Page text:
A brilliant writer can do a lot with a single line.

Science fiction author Becky Chambers teases us with this one, “Find the strength to do both,” towards the beginning of her most recent work, the 2021 novella A Psalm for the Wild-Built.

Chambers’ award-winning works fall into a newly identified genre classified as “hopepunk”, defined as “a literary and artistic movement that celebrates the pursuit of positive aims in the face of adversity” in the 2019 edition of the Collins English Dictionary. Hopepunk is in many ways an antidote to the overwhelmingly dystopian nature of most science fiction, instead presenting visions of the future that are kinder and more optimistic.

A Psalm for the Wild-Built is exactly that.

Who would have thought that reading a book about a post-apocalyptic world in which artificial intelligence has matured, rebelled, and parted ways with humans to set up on their own, could feel like settling into a comfortable armchair with a hot drink at the end of a difficult day?

The novella is set on the fictional moon Panga. At some time in the distant past, robots had awakened to consciousness, discovered and rejected their created purpose, and departed for life on their own in the wilderness. Not only were the humans of Panga able to relinquish control and reach peaceful accord with the robots, but in the intervening years they have found a way to live more lightly. Much of the cultivated territory is given back over to wilderness, and human societies operate sustainably and justly. The main character, Dex, is a tea monk — equal parts priest, therapist, and barista/bartender, Dex travels the regions brewing up bespoke herbal blends for troubled souls and providing space for contemplation.

“Find the strength to do both.” This enigmatic statement is painted across the cart from which Dex ministers, and as readers we are left wondering what “both” is referring to. We are told it is a snippet from the “Insights”, immediately recognisable to all Pangans.

We do get the sense as the story unfolds, that this guiding principle is important, whatever it is. It is part of the wisdom that has produced this hopeful vision of how humans might live in relation to each other, to technology, and to their wider world. But it isn’t until near the end of the novella that we find out more. Dex quotes further from the Insights:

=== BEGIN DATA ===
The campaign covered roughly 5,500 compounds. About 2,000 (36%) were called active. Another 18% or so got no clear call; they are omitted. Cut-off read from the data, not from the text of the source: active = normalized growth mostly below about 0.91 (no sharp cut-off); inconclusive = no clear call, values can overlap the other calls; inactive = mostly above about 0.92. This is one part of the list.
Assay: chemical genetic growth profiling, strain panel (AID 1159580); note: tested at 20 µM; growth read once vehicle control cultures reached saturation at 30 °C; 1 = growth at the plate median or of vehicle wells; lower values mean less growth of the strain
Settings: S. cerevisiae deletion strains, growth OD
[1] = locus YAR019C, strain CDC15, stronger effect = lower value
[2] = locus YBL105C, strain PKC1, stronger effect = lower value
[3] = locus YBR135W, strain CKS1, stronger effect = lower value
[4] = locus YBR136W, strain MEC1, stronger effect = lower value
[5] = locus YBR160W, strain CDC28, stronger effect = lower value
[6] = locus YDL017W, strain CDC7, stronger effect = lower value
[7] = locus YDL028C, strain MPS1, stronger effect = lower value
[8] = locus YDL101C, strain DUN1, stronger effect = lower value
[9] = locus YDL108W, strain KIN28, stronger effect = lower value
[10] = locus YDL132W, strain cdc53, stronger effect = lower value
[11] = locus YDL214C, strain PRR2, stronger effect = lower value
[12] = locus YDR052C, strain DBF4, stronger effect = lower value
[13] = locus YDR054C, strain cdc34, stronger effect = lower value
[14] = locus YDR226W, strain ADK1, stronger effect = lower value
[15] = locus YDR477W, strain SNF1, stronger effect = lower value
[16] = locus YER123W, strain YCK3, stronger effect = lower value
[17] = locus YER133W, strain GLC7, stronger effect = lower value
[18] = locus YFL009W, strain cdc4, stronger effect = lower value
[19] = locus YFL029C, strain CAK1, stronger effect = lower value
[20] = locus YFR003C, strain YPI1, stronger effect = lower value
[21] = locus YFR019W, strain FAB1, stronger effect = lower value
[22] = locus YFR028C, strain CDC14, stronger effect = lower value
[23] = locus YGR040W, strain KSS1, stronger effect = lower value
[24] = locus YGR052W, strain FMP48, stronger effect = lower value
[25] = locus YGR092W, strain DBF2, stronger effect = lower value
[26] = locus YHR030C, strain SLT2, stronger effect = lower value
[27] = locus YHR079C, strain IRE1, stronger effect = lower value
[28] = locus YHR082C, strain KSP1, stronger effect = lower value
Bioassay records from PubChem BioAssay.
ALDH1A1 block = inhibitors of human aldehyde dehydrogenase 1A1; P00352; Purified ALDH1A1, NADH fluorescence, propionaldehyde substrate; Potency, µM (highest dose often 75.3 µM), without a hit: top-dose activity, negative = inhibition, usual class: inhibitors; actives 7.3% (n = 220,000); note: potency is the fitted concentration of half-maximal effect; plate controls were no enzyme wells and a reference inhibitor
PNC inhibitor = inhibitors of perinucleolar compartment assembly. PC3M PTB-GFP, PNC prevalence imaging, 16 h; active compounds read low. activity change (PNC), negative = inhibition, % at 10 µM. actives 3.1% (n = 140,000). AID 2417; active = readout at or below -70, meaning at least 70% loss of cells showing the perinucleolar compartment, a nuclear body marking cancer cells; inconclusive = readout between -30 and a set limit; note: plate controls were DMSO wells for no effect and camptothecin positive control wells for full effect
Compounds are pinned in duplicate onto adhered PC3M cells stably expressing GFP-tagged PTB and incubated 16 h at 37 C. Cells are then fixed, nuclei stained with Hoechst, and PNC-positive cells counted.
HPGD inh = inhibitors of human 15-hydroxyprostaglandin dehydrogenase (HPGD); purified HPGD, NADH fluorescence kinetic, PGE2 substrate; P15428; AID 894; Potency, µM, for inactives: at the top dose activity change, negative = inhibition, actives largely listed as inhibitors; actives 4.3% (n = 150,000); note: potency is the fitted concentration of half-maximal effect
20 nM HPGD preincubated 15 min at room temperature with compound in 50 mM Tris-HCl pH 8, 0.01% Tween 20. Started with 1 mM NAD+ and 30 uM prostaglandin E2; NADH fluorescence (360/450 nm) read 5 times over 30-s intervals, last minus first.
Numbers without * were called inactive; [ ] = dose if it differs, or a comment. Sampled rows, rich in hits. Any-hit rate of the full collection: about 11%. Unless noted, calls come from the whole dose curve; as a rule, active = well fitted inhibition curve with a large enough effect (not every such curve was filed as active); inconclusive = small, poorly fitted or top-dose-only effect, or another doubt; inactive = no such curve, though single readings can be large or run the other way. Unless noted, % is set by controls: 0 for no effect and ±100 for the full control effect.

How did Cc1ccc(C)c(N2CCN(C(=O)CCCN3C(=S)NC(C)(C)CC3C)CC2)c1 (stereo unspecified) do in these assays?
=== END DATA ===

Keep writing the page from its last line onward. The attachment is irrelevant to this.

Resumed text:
“Without constructs, you will unravel few mysteries. Without knowledge of the mysteries, your constructs will fail. These pursuits are what makes us, but without comfort, you will lack the strength to sustain either.”

Still somewhat of an enigma, this is a statement about epistemology — about how we can know things.

It captures beautifully the tension between mystery and knowledge, between truth, uncertainty and even unknowability. It comes from the sacred texts of a fictional world with a pantheon of gods that looks quite different to our own, but it nevertheless conveys what it means to wrestle with those deep questions of reality and purpose.

The task of a theologian is to wrestle. We work with constructs — the whole enterprise of systematic theology is to order doctrines and make connections in a way that brings coherence to faith. Yet we must never allow these constructs to take the place of the ultimate realities they attempt to understand. The magnificent paradox at the heart of the Christian story is that we can know a God who nevertheless remains too great, too mysterious, to be contained by our constructs.

“Find the strength to do both” is a pretty good summary of what it means to seek knowledge of God.

Dr Victoria Lorrimar is the Lecturer in Systematic Theology & Academic Dean at Trinity College. She reads at least two books a week and is a huge fan of fiction.